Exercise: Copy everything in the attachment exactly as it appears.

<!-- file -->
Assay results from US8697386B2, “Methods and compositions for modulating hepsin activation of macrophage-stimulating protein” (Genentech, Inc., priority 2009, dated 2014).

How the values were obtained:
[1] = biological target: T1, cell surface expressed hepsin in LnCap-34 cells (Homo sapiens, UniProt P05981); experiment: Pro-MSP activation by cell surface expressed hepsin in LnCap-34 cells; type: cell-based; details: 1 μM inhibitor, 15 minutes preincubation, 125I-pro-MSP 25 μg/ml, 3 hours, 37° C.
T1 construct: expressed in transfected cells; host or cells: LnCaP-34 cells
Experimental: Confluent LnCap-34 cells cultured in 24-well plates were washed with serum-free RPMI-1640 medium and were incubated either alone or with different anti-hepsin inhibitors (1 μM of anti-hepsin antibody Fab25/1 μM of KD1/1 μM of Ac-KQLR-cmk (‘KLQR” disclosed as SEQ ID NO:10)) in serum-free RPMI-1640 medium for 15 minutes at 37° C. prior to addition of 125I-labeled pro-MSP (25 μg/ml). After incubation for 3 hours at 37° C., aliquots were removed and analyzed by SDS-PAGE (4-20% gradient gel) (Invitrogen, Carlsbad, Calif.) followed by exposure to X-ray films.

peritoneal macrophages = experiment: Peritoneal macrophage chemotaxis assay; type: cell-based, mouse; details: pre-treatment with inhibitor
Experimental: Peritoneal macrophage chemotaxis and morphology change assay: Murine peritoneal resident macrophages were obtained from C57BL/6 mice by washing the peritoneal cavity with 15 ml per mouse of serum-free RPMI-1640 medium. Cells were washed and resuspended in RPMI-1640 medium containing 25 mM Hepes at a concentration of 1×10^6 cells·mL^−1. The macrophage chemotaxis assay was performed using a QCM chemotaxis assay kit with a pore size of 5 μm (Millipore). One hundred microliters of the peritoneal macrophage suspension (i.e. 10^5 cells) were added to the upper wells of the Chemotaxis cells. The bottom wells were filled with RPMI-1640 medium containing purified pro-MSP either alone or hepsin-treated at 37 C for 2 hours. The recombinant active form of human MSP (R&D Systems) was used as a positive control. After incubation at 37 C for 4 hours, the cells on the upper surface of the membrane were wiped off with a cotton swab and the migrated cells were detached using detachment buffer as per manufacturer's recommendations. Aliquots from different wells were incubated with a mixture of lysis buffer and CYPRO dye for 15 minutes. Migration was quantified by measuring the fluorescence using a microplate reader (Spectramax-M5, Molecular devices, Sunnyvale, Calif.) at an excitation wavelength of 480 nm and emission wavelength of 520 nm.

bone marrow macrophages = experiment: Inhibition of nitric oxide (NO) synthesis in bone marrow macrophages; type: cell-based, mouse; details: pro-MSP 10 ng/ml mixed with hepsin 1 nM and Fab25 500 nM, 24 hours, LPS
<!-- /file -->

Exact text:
Assay results from US8697386B2, “Methods and compositions for modulating hepsin activation of macrophage-stimulating protein” (Genentech, Inc., priority 2009, dated 2014).

How the values were obtained:
[1] = biological target: T1, cell surface expressed hepsin in LnCap-34 cells (Homo sapiens, UniProt P05981); experiment: Pro-MSP activation by cell surface expressed hepsin in LnCap-34 cells; type: cell-based; details: 1 μM inhibitor, 15 minutes preincubation, 125I-pro-MSP 25 μg/ml, 3 hours, 37° C.
T1 construct: expressed in transfected cells; host or cells: LnCaP-34 cells
Experimental: Confluent LnCap-34 cells cultured in 24-well plates were washed with serum-free RPMI-1640 medium and were incubated either alone or with different anti-hepsin inhibitors (1 μM of anti-hepsin antibody Fab25/1 μM of KD1/1 μM of Ac-KQLR-cmk (‘KLQR” disclosed as SEQ ID NO:10)) in serum-free RPMI-1640 medium for 15 minutes at 37° C. prior to addition of 125I-labeled pro-MSP (25 μg/ml). After incubation for 3 hours at 37° C., aliquots were removed and analyzed by SDS-PAGE (4-20% gradient gel) (Invitrogen, Carlsbad, Calif.) followed by exposure to X-ray films.

peritoneal macrophages = experiment: Peritoneal macrophage chemotaxis assay; type: cell-based, mouse; details: pre-treatment with inhibitor
Experimental: Peritoneal macrophage chemotaxis and morphology change assay: Murine peritoneal resident macrophages were obtained from C57BL/6 mice by washing the peritoneal cavity with 15 ml per mouse of serum-free RPMI-1640 medium. Cells were washed and resuspended in RPMI-1640 medium containing 25 mM Hepes at a concentration of 1×10^6 cells·mL^−1. The macrophage chemotaxis assay was performed using a QCM chemotaxis assay kit with a pore size of 5 μm (Millipore). One hundred microliters of the peritoneal macrophage suspension (i.e. 10^5 cells) were added to the upper wells of the Chemotaxis cells. The bottom wells were filled with RPMI-1640 medium containing purified pro-MSP either alone or hepsin-treated at 37 C for 2 hours. The recombinant active form of human MSP (R&D Systems) was used as a positive control. After incubation at 37 C for 4 hours, the cells on the upper surface of the membrane were wiped off with a cotton swab and the migrated cells were detached using detachment buffer as per manufacturer's recommendations. Aliquots from different wells were incubated with a mixture of lysis buffer and CYPRO dye for 15 minutes. Migration was quantified by measuring the fluorescence using a microplate reader (Spectramax-M5, Molecular devices, Sunnyvale, Calif.) at an excitation wavelength of 480 nm and emission wavelength of 520 nm.

bone marrow macrophages = experiment: Inhibition of nitric oxide (NO) synthesis in bone marrow macrophages; type: cell-based, mouse; details: pro-MSP 10 ng/ml mixed with hepsin 1 nM and Fab25 500 nM, 24 hours, LPS